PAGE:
This session offers a joyful survey of surprising combinations and remarkable results. It’s about science and health trends that came out of left field, defied expectations or simply seem completely off the wall, in a good way.

I Was Just Thinking Too Small     1:30-3:20 p.m.
This session encourages us to step back and see the full picture, realizing that a narrow focus can be as limiting as it is productive.

Wednesday, September 3, 2014

Health Insurance Enrollment Opportunities at Central Library

Although open enrollment in the Health Insurance Marketplace doesn't start until November 15, the Library is offering opportunities to discuss health insurance enrollment on the first Saturday of each month at Central Library. Starting this Saturday, September 6, certified application counselors from Grace Hill Health Centers will be at Central Library, 1301 Olive St., from 10 a.m. to 2 p.m.

These application counselors can answer questions about the health insurance marketplace, as well as offer information about Gateway to Better Health, a program that temporarily helps uninsured adults in the city of St. Louis and St. Louis County access affordable healthcare options.

The application counselors can also help you enroll in the Health Insurance Marketplace, if you qualify for a special enrollment period outside of open enrollment. Qualifying circumstances include losing a job that supplied health insurance, divorce, or death of a family member. To find out if you qualify, take this quick survey at Healthcare.gov.

In the coming months, keep an eye on our Affordable Care Act page, as we update it to reflect the 2014/2015 open enrollment period! If you have questions, please call 314.539.0390.

Tuesday, August 19, 2014

Talking About Depression

There has been a lot of talk about depression in the media since the death of actor and comedian Robin Williams last week. Several reports note that Williams suffered from depression before he took his own life. But what exactly is depression, and who gets it?

The National Library of Medicine notes that "depression may be described as feeling sad, blue, unhappy, miserable, or down in the dumps. Most of us feel this way at one time or another for short periods. Clinical depression is a mood disorder in which feelings of sadness, loss, anger, or frustration interfere with everyday life for a longer period of time." Go here for a easy-to-read printable pamphlet from the National Library of Medicine that explains the basics of depression.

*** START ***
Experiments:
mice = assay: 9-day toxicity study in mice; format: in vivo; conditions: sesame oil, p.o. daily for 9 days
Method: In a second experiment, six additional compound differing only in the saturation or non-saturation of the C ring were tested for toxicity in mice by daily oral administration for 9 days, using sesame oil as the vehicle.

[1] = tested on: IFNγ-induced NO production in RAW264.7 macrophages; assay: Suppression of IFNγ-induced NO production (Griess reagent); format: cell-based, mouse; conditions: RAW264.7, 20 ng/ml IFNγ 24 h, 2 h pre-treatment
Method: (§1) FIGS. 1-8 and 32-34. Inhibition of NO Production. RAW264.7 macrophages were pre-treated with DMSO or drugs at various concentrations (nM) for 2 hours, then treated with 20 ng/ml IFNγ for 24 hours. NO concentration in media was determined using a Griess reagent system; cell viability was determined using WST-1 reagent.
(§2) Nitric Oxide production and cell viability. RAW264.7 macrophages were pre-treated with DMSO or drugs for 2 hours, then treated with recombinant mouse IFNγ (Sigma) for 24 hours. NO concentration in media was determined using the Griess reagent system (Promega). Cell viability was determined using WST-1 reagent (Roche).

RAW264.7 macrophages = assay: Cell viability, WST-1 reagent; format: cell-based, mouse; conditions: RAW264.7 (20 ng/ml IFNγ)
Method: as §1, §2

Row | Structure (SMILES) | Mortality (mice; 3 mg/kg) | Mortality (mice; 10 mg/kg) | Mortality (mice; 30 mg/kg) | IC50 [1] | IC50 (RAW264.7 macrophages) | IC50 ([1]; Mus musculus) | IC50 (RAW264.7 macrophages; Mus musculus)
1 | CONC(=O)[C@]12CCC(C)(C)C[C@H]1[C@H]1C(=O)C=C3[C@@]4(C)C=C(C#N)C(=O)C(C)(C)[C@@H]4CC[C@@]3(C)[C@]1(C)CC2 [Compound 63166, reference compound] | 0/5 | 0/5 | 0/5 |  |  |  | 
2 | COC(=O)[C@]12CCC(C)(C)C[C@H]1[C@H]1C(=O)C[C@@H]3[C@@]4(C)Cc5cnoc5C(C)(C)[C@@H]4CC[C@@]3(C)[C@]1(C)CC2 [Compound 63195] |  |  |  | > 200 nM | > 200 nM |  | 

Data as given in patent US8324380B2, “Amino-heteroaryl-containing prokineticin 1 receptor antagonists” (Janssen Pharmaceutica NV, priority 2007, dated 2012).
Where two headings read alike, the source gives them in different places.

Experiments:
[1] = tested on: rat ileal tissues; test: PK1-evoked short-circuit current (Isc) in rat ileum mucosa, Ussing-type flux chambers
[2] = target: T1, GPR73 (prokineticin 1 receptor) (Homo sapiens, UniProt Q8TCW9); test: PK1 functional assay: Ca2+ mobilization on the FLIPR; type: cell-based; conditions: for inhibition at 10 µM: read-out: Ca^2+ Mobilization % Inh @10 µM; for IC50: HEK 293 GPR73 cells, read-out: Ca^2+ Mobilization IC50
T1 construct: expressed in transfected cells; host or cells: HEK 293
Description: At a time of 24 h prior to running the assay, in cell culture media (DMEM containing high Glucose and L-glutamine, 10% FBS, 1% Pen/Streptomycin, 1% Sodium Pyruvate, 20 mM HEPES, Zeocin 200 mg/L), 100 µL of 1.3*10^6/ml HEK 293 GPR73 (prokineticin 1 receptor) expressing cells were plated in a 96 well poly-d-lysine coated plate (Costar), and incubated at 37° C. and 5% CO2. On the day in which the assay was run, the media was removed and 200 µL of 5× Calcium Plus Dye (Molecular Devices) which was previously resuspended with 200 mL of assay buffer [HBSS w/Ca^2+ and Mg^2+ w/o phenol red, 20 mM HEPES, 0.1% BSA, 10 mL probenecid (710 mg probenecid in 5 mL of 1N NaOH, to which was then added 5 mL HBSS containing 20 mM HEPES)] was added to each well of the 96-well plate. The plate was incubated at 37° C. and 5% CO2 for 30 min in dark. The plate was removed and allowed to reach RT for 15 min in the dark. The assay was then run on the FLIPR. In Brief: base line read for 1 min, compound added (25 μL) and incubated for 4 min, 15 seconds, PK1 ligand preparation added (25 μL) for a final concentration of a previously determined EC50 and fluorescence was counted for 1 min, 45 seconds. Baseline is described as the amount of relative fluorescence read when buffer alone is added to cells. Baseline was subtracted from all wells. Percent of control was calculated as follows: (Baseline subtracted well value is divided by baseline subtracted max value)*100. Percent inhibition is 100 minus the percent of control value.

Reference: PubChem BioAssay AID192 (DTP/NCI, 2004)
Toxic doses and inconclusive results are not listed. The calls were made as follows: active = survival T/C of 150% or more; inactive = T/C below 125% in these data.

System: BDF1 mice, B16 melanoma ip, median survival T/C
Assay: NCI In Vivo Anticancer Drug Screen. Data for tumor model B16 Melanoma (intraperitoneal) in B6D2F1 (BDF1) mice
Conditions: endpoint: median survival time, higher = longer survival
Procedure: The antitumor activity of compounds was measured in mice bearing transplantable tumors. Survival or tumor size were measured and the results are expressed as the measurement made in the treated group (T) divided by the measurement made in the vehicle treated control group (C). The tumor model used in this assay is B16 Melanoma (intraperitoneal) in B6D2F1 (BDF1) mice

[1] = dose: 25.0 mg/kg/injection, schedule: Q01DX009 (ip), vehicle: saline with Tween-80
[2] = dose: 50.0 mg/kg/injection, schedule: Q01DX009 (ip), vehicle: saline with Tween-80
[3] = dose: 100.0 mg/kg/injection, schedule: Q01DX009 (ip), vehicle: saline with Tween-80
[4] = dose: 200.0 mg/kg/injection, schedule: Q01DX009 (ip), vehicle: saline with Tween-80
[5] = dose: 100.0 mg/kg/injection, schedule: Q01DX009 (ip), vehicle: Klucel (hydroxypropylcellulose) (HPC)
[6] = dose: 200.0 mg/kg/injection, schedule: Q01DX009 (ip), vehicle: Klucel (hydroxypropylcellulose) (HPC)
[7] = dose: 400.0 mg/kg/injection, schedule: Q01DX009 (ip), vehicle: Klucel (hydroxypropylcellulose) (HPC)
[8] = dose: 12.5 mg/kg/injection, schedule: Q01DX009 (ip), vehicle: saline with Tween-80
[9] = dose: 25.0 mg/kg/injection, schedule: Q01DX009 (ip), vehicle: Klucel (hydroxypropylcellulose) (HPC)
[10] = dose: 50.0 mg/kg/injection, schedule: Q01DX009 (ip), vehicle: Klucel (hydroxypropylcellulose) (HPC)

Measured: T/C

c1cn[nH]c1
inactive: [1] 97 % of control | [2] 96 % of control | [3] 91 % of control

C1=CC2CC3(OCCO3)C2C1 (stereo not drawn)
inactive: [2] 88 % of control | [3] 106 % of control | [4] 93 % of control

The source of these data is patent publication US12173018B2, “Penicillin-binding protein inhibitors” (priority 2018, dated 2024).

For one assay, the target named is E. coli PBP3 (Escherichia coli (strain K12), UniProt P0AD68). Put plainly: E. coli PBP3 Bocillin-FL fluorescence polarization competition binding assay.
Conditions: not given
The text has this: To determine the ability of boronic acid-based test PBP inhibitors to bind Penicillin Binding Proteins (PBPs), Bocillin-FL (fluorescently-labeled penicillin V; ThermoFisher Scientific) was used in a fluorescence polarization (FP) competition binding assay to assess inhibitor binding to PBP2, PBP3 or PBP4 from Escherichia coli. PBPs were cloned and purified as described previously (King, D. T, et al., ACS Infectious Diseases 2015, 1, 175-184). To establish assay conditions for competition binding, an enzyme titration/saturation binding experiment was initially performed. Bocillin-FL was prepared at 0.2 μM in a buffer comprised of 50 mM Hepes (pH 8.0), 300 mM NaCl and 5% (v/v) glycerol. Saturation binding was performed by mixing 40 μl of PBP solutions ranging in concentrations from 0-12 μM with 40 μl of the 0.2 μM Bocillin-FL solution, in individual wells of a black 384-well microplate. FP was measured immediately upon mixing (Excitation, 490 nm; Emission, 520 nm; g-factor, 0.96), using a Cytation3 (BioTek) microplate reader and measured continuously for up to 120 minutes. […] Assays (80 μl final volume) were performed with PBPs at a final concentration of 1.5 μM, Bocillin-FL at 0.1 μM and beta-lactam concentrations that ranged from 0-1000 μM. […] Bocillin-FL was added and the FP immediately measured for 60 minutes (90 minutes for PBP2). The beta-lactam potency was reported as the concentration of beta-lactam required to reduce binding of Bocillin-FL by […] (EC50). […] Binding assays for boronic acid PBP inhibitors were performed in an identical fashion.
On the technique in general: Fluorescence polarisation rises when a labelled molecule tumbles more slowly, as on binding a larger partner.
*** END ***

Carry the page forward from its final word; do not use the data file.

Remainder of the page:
According to the Centers for Disease Control, nearly 10 percent of American adults report experiencing depression; major depression especially affects those between the ages of 45 and 64, women, people with less than a high school education, blacks, Hispanics, those of mixed race, the unemployed, people who used to be married but no longer are, and those without access to health insurance coverage.

There is a lot of good information online about depression, including this page from the American Psychiatric Association, which features videos of people describing their personal experiences with depression. If you think that you may be experiencing depression, check out this page from the Centers for Disease Control, which offers ways to discuss depression with your doctor.

While there are several possible causes of depression (everything from stress to hormones to life changes and a multitude of other things), it's important to note that depression often accompanies other illnesses. For information on depression and its relationship to other specific conditions, visit this link list from the National Library of Medicine. In this list, you'll find everything from dementia to HIV/AIDS to chronic pain.

For more depression information, check out the links below:
As always, the St. Louis Public Library has several books that focus on depression. Check the Dewey Decimal call number 616.8527 in the non-fiction section of your branch, or take a peek at the titles listed below:
  • Depression Sourcebook, edited by Amy L. Sutton
  • Breaking Free From Depression: Pathways to Wellness by Jesse H. Wright and Laura W. McCray
  • Depression and Bipolar Disorder: Your Guide to Recovery by William R. Marchand
  • Living a Healthy Life with Chronic Conditions: Self-Management of Heart Disease, Arthritis, Diabetes, Depression, Asthma, Bronchitis, Emphysema and Other Physical and Mental Health Conditions by Kate Lorig
  • The Feel Good Factor by Patrick Holford
  • First Steps Out of Depression by Sue Atkinson
  • Dealing with Depression: Understanding and Overcoming the Symptoms of Depression by Caroline Shreeve
  • The 10 Best-Ever Depression Management Techniques: Understanding How Your Brain Makes You Depressed & What You Can Do to Change It by Margaret Wehrenberg
  • Climbing out of Depression: A Practical Guide to Real and Immediate Help by Sue Atkinson
  • The Depression Answer Book: Professional Answers to More Than 275 Critical Questions About Medication, Therapy, Support & More by Wes Burgess